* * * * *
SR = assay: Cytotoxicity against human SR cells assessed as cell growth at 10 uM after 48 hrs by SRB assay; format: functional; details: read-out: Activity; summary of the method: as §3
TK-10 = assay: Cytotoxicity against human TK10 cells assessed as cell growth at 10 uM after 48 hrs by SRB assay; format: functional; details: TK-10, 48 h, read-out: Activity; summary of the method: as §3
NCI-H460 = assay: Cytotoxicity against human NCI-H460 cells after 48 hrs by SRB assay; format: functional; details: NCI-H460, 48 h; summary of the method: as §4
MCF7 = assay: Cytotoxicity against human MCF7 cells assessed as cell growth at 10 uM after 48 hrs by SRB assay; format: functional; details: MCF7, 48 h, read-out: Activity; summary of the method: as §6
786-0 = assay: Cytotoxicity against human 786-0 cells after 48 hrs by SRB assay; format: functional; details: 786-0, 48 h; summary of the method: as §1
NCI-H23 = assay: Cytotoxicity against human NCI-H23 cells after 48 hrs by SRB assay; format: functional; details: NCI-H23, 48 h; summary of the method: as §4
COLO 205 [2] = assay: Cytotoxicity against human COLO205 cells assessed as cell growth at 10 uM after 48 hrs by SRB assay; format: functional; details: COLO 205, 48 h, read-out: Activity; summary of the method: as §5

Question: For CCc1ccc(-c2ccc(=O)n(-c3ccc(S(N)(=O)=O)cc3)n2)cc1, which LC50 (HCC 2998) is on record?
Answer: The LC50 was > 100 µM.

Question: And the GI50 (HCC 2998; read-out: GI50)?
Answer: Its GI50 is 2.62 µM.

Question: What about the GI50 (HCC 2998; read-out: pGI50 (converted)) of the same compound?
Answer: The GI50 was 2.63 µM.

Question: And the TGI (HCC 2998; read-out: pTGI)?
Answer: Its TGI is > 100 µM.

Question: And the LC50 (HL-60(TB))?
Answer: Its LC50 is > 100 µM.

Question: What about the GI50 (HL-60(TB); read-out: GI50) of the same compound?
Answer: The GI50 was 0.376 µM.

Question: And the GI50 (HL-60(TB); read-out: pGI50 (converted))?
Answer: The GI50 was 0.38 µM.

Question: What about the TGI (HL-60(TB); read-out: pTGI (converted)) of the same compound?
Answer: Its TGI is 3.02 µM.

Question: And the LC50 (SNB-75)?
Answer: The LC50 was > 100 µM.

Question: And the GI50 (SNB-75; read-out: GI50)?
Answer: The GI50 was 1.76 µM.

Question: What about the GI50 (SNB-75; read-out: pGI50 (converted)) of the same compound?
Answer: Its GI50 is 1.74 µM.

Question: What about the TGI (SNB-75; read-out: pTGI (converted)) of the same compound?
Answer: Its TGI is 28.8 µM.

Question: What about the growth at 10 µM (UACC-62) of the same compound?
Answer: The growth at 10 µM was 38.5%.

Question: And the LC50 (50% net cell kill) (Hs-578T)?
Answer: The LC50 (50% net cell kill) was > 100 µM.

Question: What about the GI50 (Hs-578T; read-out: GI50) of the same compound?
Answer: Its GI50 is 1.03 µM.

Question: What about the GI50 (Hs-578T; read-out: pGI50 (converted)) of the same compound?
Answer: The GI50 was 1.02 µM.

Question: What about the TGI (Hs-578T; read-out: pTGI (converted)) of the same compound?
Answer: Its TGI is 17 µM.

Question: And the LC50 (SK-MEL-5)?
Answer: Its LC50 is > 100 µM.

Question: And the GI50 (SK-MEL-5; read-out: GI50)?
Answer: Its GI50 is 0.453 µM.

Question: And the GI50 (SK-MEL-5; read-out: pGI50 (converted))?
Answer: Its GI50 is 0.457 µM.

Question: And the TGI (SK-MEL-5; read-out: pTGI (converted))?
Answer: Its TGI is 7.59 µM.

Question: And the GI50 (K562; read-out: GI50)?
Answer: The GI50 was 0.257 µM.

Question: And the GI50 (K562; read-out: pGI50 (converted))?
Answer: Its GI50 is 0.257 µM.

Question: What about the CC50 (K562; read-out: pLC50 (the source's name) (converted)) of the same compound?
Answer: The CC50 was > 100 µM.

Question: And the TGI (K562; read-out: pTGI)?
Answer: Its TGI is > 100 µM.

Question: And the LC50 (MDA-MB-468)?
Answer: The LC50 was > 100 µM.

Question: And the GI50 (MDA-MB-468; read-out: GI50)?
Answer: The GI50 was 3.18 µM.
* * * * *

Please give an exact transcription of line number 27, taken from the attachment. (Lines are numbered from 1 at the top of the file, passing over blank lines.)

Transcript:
Answer: The GI50 was 1.76 µM.